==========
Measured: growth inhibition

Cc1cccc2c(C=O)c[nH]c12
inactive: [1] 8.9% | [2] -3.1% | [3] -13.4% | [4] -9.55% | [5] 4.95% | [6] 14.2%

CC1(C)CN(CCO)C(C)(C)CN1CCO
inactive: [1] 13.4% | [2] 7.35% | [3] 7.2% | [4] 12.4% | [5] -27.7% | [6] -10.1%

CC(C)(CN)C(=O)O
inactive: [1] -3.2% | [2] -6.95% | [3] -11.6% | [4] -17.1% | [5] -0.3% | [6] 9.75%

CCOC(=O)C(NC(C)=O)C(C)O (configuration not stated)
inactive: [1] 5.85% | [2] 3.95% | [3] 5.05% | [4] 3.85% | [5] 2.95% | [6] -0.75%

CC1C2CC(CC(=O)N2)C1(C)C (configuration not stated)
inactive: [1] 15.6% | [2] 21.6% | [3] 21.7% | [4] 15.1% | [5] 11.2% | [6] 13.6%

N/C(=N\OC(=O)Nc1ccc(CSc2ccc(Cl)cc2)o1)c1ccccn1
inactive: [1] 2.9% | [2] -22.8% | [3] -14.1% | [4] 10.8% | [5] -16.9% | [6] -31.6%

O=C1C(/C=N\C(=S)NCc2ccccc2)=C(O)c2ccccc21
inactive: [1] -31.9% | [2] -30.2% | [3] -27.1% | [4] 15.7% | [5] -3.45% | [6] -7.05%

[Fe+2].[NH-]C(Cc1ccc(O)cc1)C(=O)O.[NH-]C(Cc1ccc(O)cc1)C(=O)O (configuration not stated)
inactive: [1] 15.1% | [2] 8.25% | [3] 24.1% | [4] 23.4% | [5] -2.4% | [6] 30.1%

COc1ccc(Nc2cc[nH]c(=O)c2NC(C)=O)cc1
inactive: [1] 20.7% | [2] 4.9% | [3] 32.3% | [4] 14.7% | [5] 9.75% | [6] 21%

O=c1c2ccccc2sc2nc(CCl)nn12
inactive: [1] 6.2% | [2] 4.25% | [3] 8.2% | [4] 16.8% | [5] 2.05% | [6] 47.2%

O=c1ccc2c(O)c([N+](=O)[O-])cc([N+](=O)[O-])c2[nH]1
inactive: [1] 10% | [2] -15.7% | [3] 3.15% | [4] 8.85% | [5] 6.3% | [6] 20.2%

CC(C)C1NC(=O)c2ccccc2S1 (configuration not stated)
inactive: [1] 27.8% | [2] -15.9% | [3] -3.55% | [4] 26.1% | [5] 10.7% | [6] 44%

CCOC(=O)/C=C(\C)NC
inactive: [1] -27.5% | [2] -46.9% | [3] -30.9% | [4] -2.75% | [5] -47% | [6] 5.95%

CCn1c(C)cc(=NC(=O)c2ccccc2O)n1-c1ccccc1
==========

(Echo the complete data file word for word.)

Measured: growth inhibition

Cc1cccc2c(C=O)c[nH]c12
inactive: [1] 8.9% | [2] -3.1% | [3] -13.4% | [4] -9.55% | [5] 4.95% | [6] 14.2%

CC1(C)CN(CCO)C(C)(C)CN1CCO
inactive: [1] 13.4% | [2] 7.35% | [3] 7.2% | [4] 12.4% | [5] -27.7% | [6] -10.1%

CC(C)(CN)C(=O)O
inactive: [1] -3.2% | [2] -6.95% | [3] -11.6% | [4] -17.1% | [5] -0.3% | [6] 9.75%

CCOC(=O)C(NC(C)=O)C(C)O (configuration not stated)
inactive: [1] 5.85% | [2] 3.95% | [3] 5.05% | [4] 3.85% | [5] 2.95% | [6] -0.75%

CC1C2CC(CC(=O)N2)C1(C)C (configuration not stated)
inactive: [1] 15.6% | [2] 21.6% | [3] 21.7% | [4] 15.1% | [5] 11.2% | [6] 13.6%

N/C(=N\OC(=O)Nc1ccc(CSc2ccc(Cl)cc2)o1)c1ccccn1
inactive: [1] 2.9% | [2] -22.8% | [3] -14.1% | [4] 10.8% | [5] -16.9% | [6] -31.6%

O=C1C(/C=N\C(=S)NCc2ccccc2)=C(O)c2ccccc21
inactive: [1] -31.9% | [2] -30.2% | [3] -27.1% | [4] 15.7% | [5] -3.45% | [6] -7.05%

[Fe+2].[NH-]C(Cc1ccc(O)cc1)C(=O)O.[NH-]C(Cc1ccc(O)cc1)C(=O)O (configuration not stated)
inactive: [1] 15.1% | [2] 8.25% | [3] 24.1% | [4] 23.4% | [5] -2.4% | [6] 30.1%

COc1ccc(Nc2cc[nH]c(=O)c2NC(C)=O)cc1
inactive: [1] 20.7% | [2] 4.9% | [3] 32.3% | [4] 14.7% | [5] 9.75% | [6] 21%

O=c1c2ccccc2sc2nc(CCl)nn12
inactive: [1] 6.2% | [2] 4.25% | [3] 8.2% | [4] 16.8% | [5] 2.05% | [6] 47.2%

O=c1ccc2c(O)c([N+](=O)[O-])cc([N+](=O)[O-])c2[nH]1
inactive: [1] 10% | [2] -15.7% | [3] 3.15% | [4] 8.85% | [5] 6.3% | [6] 20.2%

CC(C)C1NC(=O)c2ccccc2S1 (configuration not stated)
inactive: [1] 27.8% | [2] -15.9% | [3] -3.55% | [4] 26.1% | [5] 10.7% | [6] 44%

CCOC(=O)/C=C(\C)NC
inactive: [1] -27.5% | [2] -46.9% | [3] -30.9% | [4] -2.75% | [5] -47% | [6] 5.95%

CCn1c(C)cc(=NC(=O)c2ccccc2O)n1-c1ccccc1